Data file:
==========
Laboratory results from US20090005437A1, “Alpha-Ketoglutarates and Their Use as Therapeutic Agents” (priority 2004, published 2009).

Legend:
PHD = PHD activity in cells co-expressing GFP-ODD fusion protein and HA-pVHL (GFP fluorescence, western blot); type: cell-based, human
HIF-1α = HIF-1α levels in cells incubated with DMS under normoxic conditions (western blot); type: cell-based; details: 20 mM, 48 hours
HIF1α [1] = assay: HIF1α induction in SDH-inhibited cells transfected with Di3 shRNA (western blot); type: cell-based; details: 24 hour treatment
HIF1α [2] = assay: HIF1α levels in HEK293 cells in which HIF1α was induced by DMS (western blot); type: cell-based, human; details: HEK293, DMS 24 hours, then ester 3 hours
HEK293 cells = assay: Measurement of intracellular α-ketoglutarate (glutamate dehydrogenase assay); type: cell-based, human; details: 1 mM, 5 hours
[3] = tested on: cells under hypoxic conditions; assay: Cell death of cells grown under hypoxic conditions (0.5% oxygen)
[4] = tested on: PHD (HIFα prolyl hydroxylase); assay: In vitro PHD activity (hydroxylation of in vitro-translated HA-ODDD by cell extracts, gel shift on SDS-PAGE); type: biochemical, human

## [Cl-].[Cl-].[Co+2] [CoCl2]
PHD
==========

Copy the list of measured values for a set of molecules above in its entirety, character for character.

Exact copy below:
Laboratory results from US20090005437A1, “Alpha-Ketoglutarates and Their Use as Therapeutic Agents” (priority 2004, published 2009).

Legend:
PHD = PHD activity in cells co-expressing GFP-ODD fusion protein and HA-pVHL (GFP fluorescence, western blot); type: cell-based, human
HIF-1α = HIF-1α levels in cells incubated with DMS under normoxic conditions (western blot); type: cell-based; details: 20 mM, 48 hours
HIF1α [1] = assay: HIF1α induction in SDH-inhibited cells transfected with Di3 shRNA (western blot); type: cell-based; details: 24 hour treatment
HIF1α [2] = assay: HIF1α levels in HEK293 cells in which HIF1α was induced by DMS (western blot); type: cell-based, human; details: HEK293, DMS 24 hours, then ester 3 hours
HEK293 cells = assay: Measurement of intracellular α-ketoglutarate (glutamate dehydrogenase assay); type: cell-based, human; details: 1 mM, 5 hours
[3] = tested on: cells under hypoxic conditions; assay: Cell death of cells grown under hypoxic conditions (0.5% oxygen)
[4] = tested on: PHD (HIFα prolyl hydroxylase); assay: In vitro PHD activity (hydroxylation of in vitro-translated HA-ODDD by cell extracts, gel shift on SDS-PAGE); type: biochemical, human

## [Cl-].[Cl-].[Co+2] [CoCl2]
PHD